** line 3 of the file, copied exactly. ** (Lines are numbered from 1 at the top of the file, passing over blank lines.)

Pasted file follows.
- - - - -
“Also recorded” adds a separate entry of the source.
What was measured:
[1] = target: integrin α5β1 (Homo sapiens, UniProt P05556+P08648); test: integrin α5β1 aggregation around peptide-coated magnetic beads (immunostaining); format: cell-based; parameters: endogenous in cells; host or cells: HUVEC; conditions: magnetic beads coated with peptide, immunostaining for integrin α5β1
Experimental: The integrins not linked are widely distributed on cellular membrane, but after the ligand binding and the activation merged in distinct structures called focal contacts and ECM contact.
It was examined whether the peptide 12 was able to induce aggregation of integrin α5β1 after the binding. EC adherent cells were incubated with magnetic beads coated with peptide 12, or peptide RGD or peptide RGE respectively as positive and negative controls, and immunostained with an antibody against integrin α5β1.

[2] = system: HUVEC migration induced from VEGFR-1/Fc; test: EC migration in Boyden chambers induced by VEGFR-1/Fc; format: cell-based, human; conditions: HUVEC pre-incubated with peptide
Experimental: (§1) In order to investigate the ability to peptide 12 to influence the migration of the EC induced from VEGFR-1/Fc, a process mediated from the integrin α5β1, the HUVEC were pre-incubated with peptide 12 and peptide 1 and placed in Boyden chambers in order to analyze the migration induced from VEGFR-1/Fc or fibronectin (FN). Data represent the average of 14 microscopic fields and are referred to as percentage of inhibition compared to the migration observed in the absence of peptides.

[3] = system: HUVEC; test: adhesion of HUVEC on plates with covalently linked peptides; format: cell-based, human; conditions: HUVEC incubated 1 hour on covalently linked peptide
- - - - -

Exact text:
[1] = target: integrin α5β1 (Homo sapiens, UniProt P05556+P08648); test: integrin α5β1 aggregation around peptide-coated magnetic beads (immunostaining); format: cell-based; parameters: endogenous in cells; host or cells: HUVEC; conditions: magnetic beads coated with peptide, immunostaining for integrin α5β1